The Northern Ireland secretary of state will make some financial decisions for Stormont next week.
Civil servants are currently in control of Stormont’s finances because the executive collapsed before agreeing a 2017-18 budget.
James Brokenshire’s intervention will, however, stop short of imposing a budget for now.
He will instead reallocate underspends and other money in what is known as a monitoring round.
In a statement, Mr Brokenshire said that having taken advice from civil servants he had concluded it was necessary to “provide additional clarity… in addressing financial pressures and maintaining public services”.
He will make a written statement to the House of Commons with adjusted indicative budget positions and departmental allocations.
He said these will take account of extra money arising from the UK’s spring budget, which has not yet been allocated.
The BBC understands that about £116m will be allocated, including £42m flowing from the spring budget.
Northern Ireland has been without a functioning devolved government since January, when the coalition led by the two biggest parties, the DUP and Sinn Féin, collapsed over a green energy scandal.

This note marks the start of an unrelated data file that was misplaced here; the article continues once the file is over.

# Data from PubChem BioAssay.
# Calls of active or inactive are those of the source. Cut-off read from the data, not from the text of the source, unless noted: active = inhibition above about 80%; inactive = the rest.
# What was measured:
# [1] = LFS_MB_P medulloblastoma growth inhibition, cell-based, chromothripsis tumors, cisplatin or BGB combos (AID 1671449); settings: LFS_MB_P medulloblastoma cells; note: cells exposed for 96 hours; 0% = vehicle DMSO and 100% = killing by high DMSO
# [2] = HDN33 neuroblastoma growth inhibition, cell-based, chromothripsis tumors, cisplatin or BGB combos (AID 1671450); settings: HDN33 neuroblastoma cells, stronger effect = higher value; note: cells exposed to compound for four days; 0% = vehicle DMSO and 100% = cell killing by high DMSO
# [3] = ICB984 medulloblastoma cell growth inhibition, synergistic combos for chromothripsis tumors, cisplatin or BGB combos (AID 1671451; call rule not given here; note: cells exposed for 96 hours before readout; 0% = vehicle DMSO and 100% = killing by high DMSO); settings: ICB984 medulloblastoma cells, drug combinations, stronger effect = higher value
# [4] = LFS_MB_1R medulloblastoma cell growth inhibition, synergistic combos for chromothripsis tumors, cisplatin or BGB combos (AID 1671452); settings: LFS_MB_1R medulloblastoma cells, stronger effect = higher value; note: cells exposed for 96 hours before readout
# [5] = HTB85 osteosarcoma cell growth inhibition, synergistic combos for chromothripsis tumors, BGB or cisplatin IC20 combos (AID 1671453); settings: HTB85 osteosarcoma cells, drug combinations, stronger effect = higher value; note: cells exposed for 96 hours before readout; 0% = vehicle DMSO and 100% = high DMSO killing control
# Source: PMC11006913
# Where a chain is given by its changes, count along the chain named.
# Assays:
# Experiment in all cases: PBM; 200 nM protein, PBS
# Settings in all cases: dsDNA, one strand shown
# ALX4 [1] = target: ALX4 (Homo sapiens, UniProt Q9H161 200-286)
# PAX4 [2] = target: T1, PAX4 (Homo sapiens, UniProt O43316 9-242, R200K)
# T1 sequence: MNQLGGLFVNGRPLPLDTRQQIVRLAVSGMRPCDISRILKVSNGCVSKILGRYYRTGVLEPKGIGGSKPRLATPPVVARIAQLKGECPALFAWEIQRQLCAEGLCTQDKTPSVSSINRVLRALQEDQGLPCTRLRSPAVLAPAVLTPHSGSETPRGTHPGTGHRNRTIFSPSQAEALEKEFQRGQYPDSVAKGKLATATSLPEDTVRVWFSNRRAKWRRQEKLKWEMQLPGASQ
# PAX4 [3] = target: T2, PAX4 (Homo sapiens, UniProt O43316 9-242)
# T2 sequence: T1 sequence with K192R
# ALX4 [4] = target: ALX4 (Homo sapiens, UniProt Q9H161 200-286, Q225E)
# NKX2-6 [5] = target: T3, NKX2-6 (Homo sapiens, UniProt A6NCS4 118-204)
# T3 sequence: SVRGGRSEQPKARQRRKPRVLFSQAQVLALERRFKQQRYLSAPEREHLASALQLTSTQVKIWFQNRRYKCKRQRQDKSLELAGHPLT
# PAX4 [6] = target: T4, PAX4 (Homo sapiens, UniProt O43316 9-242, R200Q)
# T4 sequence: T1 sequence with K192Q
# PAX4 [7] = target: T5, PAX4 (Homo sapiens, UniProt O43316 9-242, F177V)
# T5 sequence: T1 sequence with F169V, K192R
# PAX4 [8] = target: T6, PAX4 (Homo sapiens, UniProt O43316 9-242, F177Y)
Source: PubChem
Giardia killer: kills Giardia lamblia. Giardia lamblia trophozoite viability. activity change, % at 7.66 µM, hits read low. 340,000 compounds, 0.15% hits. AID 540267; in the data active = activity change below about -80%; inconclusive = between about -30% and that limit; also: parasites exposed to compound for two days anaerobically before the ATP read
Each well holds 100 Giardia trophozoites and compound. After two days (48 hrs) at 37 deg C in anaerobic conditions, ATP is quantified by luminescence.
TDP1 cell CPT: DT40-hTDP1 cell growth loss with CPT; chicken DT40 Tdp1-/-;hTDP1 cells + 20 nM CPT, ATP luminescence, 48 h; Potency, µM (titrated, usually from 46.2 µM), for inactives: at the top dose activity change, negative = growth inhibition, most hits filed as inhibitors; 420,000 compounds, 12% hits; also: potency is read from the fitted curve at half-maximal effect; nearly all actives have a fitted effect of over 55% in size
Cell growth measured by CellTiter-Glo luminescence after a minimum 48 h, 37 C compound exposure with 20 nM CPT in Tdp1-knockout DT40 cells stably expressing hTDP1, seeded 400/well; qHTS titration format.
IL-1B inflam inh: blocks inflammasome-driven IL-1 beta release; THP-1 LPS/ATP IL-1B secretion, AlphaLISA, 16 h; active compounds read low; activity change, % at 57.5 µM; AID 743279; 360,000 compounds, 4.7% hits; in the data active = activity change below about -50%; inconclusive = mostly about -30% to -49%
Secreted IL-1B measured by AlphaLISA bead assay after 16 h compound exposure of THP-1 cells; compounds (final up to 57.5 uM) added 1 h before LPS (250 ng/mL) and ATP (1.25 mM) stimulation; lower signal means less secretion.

Under the current rules, civil servants only have control of 75% of the £10bn block grant.
By the end of July, this will rise to 95% of funds – but they are reluctant to take some spending decisions in the absence of direction from ministers.
The issue of passing a full budget for Northern Ireland from Westminster, in the absence of Stormont, is on hold for now.
The autumn is thought to be the more probable time for this, if a political deal continues to prove elusive.
A budget would give Northern Ireland access to all of its block grant.